Robyn says that if done right, native advertising can serve the brand and the consumer without undermining the integrity of the site: "Publishing companies such as Hearst, who have built trusted brands and value their relationship with the reader, have created native solutions that are authentic to the user experience."
Stop! You're Both Right
Sam Ford, Peppercomm's director of audience engagement (aren't you just loving our job titles, BTW?) is also the co-author of Spreadable Media: Creating Value and Meaning in a Networked Culture. When it comes to native advertising, the native Kentuckian sounds like he's from Missouri. Sam says, "Show me."
"If the idea of native advertising were stated in this way, I'd like it: 'Brands spend massive amounts of money on paid media. Instead of trying to convince an audience what the brand wants them to do, the advertiser should instead invest that same money in creating content the audience finds useful,'" he says.
Sam notes that customer experience is the new black of advertising, marketing, and PR. "It's no longer about selling products and services anymore. It's about providing insights and information about how the product or service can improve my life."
However, Sam observes that most native advertising today doesn't live up to the ideal form. Most native ads, he notes, feature one of two things:
- Uninspired content that speaks at, rather than to people
- Lines that are blurred in such a way that the reader is unable to tell if the content is earned or paid
A Modern-Day Gold Rush
An Adweek headline from last year nailed the growing ubiquity of native advertising: "Pretty Much Everyone's Doing Native Ads Now: WSJ, CC, NBC Included." In the article, a CNN spokesperson noted, "We have clear guidelines that distinguish advertising from editorial content, and any sponsored content on our website is clearly denoted as such." It's nice to have a voice of reason amidst the chaos, isn't it?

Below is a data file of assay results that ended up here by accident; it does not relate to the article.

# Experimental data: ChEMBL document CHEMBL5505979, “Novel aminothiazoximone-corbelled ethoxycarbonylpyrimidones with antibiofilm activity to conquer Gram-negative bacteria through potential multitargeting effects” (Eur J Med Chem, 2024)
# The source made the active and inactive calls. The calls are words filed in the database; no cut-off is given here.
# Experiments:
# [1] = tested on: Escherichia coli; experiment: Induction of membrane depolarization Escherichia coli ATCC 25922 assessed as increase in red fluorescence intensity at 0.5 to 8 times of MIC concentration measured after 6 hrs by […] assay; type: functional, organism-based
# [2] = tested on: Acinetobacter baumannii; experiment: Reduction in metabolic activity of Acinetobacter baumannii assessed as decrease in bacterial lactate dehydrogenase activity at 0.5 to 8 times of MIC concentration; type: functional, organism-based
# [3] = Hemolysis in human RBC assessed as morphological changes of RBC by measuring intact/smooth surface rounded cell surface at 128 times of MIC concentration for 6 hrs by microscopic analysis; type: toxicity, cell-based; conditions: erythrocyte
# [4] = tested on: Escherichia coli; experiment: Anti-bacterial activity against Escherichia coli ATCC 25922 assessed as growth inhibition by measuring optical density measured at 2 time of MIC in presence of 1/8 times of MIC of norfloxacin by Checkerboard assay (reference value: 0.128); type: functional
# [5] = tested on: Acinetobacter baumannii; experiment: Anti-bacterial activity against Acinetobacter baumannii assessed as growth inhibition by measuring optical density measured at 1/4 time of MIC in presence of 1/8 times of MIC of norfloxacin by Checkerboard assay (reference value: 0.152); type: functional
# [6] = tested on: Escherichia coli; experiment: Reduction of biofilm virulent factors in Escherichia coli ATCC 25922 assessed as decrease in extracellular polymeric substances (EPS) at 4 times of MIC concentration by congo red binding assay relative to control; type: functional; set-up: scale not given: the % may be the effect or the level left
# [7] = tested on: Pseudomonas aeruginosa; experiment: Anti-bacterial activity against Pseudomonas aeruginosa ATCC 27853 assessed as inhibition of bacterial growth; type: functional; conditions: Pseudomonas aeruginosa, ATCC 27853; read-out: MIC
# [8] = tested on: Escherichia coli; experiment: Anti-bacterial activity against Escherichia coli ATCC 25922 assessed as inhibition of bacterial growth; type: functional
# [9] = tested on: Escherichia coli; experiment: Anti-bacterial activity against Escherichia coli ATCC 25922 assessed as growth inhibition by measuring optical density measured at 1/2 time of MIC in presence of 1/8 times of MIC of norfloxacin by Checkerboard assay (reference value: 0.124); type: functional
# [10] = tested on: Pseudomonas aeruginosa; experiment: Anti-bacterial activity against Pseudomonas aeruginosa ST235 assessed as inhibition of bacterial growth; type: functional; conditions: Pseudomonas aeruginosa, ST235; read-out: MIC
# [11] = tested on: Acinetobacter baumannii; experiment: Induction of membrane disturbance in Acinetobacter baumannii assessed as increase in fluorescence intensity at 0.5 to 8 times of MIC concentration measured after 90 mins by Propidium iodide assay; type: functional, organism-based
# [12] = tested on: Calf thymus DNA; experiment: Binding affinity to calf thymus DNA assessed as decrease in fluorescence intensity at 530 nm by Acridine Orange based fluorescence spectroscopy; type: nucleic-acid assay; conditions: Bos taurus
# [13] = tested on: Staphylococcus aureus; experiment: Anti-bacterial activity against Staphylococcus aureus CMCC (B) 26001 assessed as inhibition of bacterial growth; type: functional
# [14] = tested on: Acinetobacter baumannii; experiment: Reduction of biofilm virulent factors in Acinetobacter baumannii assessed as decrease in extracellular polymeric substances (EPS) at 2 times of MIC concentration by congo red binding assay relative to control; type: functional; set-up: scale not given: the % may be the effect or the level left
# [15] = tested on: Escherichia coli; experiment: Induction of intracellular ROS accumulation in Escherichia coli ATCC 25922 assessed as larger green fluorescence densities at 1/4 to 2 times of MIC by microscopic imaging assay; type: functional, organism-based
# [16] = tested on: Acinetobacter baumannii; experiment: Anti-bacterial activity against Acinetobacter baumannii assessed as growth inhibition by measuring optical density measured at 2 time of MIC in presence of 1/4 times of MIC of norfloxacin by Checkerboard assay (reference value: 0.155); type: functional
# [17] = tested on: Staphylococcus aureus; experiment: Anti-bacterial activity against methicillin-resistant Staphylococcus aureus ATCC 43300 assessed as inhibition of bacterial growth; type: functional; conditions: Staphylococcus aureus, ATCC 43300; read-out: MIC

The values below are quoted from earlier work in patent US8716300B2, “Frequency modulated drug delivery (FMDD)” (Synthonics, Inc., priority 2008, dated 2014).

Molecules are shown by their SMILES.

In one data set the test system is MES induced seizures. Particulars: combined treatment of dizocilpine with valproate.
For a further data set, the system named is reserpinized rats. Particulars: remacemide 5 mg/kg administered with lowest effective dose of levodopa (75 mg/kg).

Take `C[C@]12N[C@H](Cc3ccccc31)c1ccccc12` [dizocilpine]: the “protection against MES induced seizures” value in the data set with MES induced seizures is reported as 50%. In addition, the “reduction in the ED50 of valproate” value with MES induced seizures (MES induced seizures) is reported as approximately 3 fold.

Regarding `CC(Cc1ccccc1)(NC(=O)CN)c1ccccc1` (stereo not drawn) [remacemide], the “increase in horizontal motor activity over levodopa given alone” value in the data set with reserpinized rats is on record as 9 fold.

Ah, the waters are murky indeed. Sites such as Buzzfeed have their own native ad networks that place the sponsored content of their advertisers on the home pages of other websites such as The Awl and Cracked. Holy confusion, Batman!
And the publishing community is stuck right smack in the middle of the native advertising melee. If advertisers can't get their message across through traditional media coverage, they will go directly to the reader. The few statistics one can make sense of in the MDG Advertising infographic provide proof. To wit:
- "Thus far, publishers are the main force behind content use, with 62 percent currently offering native advertising with others close behind."
- "41 percent of brands currently use native advertising."
- "34 percent of agencies currently create native advertising."
What Should You Do?
So, what's a poor, confused entrepreneur to make of this tsunami? I'd advise three things:
- Listen long and hard to your audiences first. Let them tell you how and what they'd like to know.
- Ask your audiences where they'd like to engage with you. It could be, for example, at trade shows, and not even involve online conversations.
- If you choose to follow the native advertising path, always clearly identify your paid content as being paid.